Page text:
Today, not only would he probably have been less marginalized as a person, since the concepts of normality/sanity have been somewhat revised and extended since the 1930’s,  maybe Antonin Artaud would also not have been considered to be as much of a mad man within today’s society. Perhaps more importantly one could question wether he would have had to suffer nine years of internment in mental hospitals. Possibly with the technological progress that has been achieved today, he may even have found new means to realise his theatre. Artaud was fighting against the absolute reign of the text in theatre, he was criticising what can be called logocentrism, which reduced theatre to a representation of the thoughts of the writer; nothing like that which Artaud conceived as a total art, a total representation where not only language but also gestures, mime, music, colours, lighting and movement all  participated in making the spectacle a unique experience, not a mere representation.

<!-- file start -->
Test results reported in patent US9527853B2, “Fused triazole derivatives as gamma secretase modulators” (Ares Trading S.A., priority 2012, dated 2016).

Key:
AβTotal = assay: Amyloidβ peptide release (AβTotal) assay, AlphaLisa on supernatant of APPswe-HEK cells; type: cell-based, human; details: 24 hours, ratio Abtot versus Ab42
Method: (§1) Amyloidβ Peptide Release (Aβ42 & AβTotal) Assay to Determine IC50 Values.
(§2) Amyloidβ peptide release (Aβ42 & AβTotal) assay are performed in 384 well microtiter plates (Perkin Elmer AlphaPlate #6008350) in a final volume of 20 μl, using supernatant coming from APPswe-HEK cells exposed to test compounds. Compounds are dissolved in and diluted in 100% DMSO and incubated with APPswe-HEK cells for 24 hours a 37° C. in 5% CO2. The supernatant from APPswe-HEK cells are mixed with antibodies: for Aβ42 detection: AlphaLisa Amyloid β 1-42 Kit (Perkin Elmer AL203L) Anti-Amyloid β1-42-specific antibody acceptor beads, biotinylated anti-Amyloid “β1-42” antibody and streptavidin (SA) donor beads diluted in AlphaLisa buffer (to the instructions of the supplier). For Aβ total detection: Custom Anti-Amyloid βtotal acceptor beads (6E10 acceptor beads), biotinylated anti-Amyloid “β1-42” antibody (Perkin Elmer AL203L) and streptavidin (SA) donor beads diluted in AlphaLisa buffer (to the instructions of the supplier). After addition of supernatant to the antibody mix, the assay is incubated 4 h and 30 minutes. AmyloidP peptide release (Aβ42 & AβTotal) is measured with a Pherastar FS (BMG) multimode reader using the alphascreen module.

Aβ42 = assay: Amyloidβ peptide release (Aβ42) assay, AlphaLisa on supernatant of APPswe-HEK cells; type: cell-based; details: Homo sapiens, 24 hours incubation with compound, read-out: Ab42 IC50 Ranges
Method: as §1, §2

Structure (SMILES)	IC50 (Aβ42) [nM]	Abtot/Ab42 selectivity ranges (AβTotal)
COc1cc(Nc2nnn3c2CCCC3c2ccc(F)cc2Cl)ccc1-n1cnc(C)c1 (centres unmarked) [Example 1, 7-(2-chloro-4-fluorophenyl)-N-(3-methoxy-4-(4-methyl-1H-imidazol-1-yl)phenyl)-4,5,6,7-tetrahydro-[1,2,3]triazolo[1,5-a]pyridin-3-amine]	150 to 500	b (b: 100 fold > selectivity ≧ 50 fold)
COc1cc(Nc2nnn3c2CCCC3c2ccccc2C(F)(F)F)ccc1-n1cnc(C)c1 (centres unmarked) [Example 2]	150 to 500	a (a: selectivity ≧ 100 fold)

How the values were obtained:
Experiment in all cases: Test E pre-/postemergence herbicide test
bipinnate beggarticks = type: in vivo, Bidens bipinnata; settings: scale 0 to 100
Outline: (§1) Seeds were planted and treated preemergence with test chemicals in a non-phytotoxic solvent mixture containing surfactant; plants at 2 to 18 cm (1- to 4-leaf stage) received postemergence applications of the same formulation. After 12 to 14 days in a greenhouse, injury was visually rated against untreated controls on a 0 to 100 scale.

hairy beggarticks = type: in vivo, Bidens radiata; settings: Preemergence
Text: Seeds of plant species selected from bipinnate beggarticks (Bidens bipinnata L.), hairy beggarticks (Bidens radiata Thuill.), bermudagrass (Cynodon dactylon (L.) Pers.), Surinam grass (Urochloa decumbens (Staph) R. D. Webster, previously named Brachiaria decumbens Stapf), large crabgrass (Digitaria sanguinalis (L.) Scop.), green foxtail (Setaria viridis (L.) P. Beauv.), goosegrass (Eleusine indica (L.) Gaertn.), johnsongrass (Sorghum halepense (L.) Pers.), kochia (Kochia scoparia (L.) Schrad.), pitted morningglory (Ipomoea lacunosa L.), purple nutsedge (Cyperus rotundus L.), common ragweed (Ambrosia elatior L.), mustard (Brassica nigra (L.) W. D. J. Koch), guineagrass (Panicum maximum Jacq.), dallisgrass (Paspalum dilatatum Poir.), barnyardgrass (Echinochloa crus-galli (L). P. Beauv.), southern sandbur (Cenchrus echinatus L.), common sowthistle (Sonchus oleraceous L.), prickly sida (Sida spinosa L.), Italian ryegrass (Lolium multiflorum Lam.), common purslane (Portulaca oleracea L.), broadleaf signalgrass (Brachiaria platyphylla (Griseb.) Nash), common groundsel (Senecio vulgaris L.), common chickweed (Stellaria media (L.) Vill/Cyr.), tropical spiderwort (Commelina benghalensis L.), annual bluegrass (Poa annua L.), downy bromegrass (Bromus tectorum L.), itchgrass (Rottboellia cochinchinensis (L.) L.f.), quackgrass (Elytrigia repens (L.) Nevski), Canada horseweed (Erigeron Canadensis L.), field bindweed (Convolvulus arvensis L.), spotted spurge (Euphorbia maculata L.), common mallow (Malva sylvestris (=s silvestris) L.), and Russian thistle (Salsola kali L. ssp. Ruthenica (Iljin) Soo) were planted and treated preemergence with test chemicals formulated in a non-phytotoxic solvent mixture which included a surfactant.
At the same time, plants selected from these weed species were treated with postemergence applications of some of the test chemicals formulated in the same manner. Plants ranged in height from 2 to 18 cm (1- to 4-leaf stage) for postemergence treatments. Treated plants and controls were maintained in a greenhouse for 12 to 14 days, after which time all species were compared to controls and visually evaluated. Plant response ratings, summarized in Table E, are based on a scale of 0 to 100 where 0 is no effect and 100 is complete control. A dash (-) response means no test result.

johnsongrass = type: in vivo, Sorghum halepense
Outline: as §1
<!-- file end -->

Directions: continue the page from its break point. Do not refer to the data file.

Personally, when I read his poems (L’Ombilic des Limbes, suivi de Le Pèse-Nerfs et autres textes), I was seventeen and something strange was happening to me: not only could I recognize my own feelings within some of Artaud’s letters to Jacques Riviere, but, when I started reading his poems, it seemed to me that he was almost stealing my words, and expressing the sensations I myself had felt at that time, before I could formulate them. But out of respect for Antonin Artaud, and through the fact that I trust in the absolute reality of his sickness, I realise it is something that I may not share. Indeed, as he wrote to Jacques Rivière,  no one else other than him can experience a similar pain. So why did I feel his texts, why did it seem so real as if it had happened to me? Today I would say that he had definitely created an interactivity of feelings within me, an interactivity that affected my consciousness.